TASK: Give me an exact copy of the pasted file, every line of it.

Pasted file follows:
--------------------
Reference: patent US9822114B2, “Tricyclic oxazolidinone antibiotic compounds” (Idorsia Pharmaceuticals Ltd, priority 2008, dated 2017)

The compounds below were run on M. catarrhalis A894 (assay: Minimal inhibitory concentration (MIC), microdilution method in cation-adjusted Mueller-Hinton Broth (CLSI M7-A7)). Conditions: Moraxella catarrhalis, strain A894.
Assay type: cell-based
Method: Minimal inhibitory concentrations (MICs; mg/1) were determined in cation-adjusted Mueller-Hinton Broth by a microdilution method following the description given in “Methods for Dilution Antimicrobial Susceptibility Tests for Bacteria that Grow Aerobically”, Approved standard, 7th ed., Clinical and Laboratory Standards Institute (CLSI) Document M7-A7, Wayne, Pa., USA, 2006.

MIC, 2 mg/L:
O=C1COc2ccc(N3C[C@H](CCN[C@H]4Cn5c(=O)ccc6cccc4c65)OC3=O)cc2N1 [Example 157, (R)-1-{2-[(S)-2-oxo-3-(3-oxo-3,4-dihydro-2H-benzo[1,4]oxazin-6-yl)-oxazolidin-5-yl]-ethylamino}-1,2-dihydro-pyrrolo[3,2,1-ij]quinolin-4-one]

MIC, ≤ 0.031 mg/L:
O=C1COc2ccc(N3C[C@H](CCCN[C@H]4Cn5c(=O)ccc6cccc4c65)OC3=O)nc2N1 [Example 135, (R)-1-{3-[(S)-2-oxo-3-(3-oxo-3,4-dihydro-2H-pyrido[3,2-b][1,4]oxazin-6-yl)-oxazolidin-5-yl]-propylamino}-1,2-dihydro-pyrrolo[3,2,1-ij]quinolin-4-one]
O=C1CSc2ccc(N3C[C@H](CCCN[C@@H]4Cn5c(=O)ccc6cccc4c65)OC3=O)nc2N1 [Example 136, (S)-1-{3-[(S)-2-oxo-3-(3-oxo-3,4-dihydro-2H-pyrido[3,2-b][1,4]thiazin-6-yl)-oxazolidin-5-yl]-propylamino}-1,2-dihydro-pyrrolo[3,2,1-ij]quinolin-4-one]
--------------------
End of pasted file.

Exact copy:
Reference: patent US9822114B2, “Tricyclic oxazolidinone antibiotic compounds” (Idorsia Pharmaceuticals Ltd, priority 2008, dated 2017)

The compounds below were run on M. catarrhalis A894 (assay: Minimal inhibitory concentration (MIC), microdilution method in cation-adjusted Mueller-Hinton Broth (CLSI M7-A7)). Conditions: Moraxella catarrhalis, strain A894.
Assay type: cell-based
Method: Minimal inhibitory concentrations (MICs; mg/1) were determined in cation-adjusted Mueller-Hinton Broth by a microdilution method following the description given in “Methods for Dilution Antimicrobial Susceptibility Tests for Bacteria that Grow Aerobically”, Approved standard, 7th ed., Clinical and Laboratory Standards Institute (CLSI) Document M7-A7, Wayne, Pa., USA, 2006.

MIC, 2 mg/L:
O=C1COc2ccc(N3C[C@H](CCN[C@H]4Cn5c(=O)ccc6cccc4c65)OC3=O)cc2N1 [Example 157, (R)-1-{2-[(S)-2-oxo-3-(3-oxo-3,4-dihydro-2H-benzo[1,4]oxazin-6-yl)-oxazolidin-5-yl]-ethylamino}-1,2-dihydro-pyrrolo[3,2,1-ij]quinolin-4-one]

MIC, ≤ 0.031 mg/L:
O=C1COc2ccc(N3C[C@H](CCCN[C@H]4Cn5c(=O)ccc6cccc4c65)OC3=O)nc2N1 [Example 135, (R)-1-{3-[(S)-2-oxo-3-(3-oxo-3,4-dihydro-2H-pyrido[3,2-b][1,4]oxazin-6-yl)-oxazolidin-5-yl]-propylamino}-1,2-dihydro-pyrrolo[3,2,1-ij]quinolin-4-one]
O=C1CSc2ccc(N3C[C@H](CCCN[C@@H]4Cn5c(=O)ccc6cccc4c65)OC3=O)nc2N1 [Example 136, (S)-1-{3-[(S)-2-oxo-3-(3-oxo-3,4-dihydro-2H-pyrido[3,2-b][1,4]thiazin-6-yl)-oxazolidin-5-yl]-propylamino}-1,2-dihydro-pyrrolo[3,2,1-ij]quinolin-4-one]